At the beginning of this year I decided I would grow my own Sweet Peas from seed. In past years I have always been given starter plants by friends. Determined to do it correctly, I collected my toilet rolls and dug out a few root trainers from the back of the shed and after a little deliberation I choose Cupani. I loved the colour of the flower on the seed packet, which also advised that they were a heavily fragranced.
Cupani are an original sweet pea, growing into bushy plants and supposed to rarely grow above 4 ft. and ideal for a modern garden. Actually this bit of information I gleened from the internet was not quite true, mine grew to above 6ft. The flowers were quite small with only two per stem, but the colour was intense and with a wonderful scent, however, for some reason mine didn’t have that ‘knock you back’ when you walk in a room perfume.
The colour was glorious, with the various shades of purple through to maroon. I did find them almost overpowering, to me there was just too much purple, I missed the lovely pale pinks and blues that you get with a variety such as a Spencer Mix. I cut them regularly, sadly they didn’t last more than a couple of days, but as they were growing prolifically I had more than enough to regularly replenish vases. In a recent Gardeners World program, Monty Don suggested that if you cut off all the flowers they will continue to shoot lots more in an effort to produce seed pods. He also said that way you could be lucky enough to continue to have Sweet Peas until September. I was not that lucky. The resulting stems were very short, almost too short for the smallest vase, I put mine in a sherry glass.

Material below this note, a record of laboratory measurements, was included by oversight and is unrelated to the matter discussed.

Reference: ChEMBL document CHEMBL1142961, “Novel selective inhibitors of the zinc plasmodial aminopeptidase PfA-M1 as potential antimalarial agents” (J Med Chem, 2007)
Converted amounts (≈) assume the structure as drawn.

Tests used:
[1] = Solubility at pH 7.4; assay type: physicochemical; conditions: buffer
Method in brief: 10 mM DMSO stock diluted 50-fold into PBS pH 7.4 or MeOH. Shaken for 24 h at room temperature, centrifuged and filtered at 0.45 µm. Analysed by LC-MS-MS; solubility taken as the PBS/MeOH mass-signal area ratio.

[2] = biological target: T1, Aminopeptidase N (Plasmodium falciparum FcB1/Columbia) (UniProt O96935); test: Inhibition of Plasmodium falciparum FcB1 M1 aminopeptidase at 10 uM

Cupani is a very tough resilient plant with good strong stems and it has only been in the last few weeks they started to go brown at the base and were sticky with greenfly. The flowers were very small and not worth cutting any more.
Last weekend, I pulled them all up because they really were looking raggy and unkempt, happier to produce seed pods and not flowers. I will grow them again next year and saw recently a wonderful idea of growing them under a Lilac bush. The article said they should start to flower just after the lilac has finished and you just let them scramble through the tree. It’s worth a try anyway. I will also grow Spencer Mixed or a similar variety for the lovely pastel colours. Meanwhile, one last photo of a beautiful Sweet Pea.